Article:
Day: August 31, 2002

  • Marklar: Every Mac conspiracy theory enthusiast’s new favorite word.  From eWeek:

    As Apple Computer Inc. draws up its game plan for the CPUs that will power its future generations of Mac hardware, the company is holding an ace in the hole: a feature-complete version of Mac OS X running atop the x86 architecture.

    According to sources, the Cupertino, Calif., Mac maker has been working steadily on maintaining current, PC-compatible builds of its Unix-based OS. The project (code-named Marklar, a reference to the race of aliens on the “South Park” cartoons) has been ongoing inside Apple since the early days of its transition to the Unix-based Mac OS X in the late ’90s.

    There’s a discussion at Slashdot.  The best post is from Metafilter, though it will only be funny if you’re familiar with South Park:

    Codename Marklar: Marklar is maintaining a feature-complete marklar of Marklar running on Marklar as a fall-back marklar in case the Marklar is no longer viable. Maintained since the early days of Marklar, Marklar gains greater relevance in the context of Marklar‘s inability to deliver higher-frequency Marklars, but is seen as less likely given Marklar‘s forthcoming 64-bit Marklar-based Marklar. (via Marklar)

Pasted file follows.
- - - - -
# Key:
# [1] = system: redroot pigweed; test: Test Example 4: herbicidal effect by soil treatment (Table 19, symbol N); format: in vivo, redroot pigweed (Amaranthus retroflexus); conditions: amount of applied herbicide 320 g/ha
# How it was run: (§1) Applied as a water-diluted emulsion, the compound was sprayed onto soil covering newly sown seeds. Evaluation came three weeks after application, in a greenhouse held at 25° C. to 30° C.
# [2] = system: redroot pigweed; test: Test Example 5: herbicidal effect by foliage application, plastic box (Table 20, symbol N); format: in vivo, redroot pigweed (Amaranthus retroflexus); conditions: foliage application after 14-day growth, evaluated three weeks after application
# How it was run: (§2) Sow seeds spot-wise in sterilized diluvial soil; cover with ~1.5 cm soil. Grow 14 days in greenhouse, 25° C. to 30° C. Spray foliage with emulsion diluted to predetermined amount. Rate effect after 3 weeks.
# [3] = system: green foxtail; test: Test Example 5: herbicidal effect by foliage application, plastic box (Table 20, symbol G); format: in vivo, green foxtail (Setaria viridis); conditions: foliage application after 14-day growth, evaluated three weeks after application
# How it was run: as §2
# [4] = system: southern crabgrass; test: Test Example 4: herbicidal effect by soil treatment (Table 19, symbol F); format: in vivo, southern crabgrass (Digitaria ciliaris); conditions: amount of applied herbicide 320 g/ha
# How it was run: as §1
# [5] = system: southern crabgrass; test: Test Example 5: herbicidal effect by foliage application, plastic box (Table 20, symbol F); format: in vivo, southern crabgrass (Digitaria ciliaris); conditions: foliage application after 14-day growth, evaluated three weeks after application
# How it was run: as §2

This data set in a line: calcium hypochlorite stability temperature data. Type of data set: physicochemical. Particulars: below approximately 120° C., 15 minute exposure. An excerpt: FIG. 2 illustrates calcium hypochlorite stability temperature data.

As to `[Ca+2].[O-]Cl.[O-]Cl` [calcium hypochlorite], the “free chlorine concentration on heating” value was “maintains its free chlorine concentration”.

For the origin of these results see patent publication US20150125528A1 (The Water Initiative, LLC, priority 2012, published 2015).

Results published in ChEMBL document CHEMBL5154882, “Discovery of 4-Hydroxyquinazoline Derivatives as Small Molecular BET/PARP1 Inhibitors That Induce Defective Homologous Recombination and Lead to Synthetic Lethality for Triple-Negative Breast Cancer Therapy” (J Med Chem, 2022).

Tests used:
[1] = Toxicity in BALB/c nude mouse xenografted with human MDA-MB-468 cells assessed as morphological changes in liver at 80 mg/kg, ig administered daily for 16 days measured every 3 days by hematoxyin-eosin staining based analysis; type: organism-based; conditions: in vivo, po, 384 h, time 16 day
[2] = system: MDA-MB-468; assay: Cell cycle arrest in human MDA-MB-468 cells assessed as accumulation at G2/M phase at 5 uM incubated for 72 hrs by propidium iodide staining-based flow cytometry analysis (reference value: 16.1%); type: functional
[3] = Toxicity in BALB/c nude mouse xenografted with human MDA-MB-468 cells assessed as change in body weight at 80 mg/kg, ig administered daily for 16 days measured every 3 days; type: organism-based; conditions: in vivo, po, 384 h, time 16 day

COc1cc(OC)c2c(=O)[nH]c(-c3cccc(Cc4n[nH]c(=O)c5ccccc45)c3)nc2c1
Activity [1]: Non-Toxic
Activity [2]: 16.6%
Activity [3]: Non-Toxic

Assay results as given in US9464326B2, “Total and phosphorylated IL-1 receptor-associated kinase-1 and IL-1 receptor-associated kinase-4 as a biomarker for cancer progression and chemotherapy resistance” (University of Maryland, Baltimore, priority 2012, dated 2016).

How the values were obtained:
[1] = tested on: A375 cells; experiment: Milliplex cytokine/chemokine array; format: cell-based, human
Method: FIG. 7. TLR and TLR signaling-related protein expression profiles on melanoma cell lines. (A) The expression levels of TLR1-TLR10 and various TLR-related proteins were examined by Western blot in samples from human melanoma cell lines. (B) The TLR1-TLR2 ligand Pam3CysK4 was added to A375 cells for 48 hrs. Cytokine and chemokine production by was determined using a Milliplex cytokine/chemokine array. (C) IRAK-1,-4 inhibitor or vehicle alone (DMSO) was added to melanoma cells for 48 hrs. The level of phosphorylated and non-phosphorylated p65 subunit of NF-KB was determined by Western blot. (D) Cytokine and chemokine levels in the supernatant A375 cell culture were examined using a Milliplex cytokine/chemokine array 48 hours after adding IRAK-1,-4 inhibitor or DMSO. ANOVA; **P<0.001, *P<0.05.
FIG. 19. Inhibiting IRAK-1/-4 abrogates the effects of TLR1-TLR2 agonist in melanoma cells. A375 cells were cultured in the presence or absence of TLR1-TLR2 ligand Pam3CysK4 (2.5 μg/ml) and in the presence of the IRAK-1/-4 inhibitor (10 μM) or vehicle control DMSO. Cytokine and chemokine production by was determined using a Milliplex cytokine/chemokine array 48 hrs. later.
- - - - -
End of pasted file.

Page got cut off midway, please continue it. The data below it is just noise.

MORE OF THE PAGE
• VMS Utilities and Sundries: A great FAQ about OpenVMS and other vmsen stuff.

  • Deathrow OpenVMS Cluster: Public (non-commercial) access to two clusters of OpenVMS servers.

  • RSS Quck Summary: A nice view of all the elements included in the various versions of RSS.

  • Wireless in Ocean City, NJ:

    So, where was the bandwidth coming from? No idea. Who was paying for it? Same answer. Is it stealing to use it? Debatable. West Avenue in Ocean City is lined with two story homes which people rent to others. Someone downstairs, next door, or across the street has either a cable modem or DSL and a Linksys Wireless Access Point. They likely did not intend for their bandwidth to be “borrowed” but on the other hand they didn’t turn on their WEP encryption to block others from using it. If I had known who the “provder” of the connection was I would have been happy to pay for using it. In a way it is like finding a $10 bill on the street. If we knew who it belonged to most of us would be happy to return it.

  • O’Reillynet: Article on Mozilla SOAP API.  Read later, go to bed.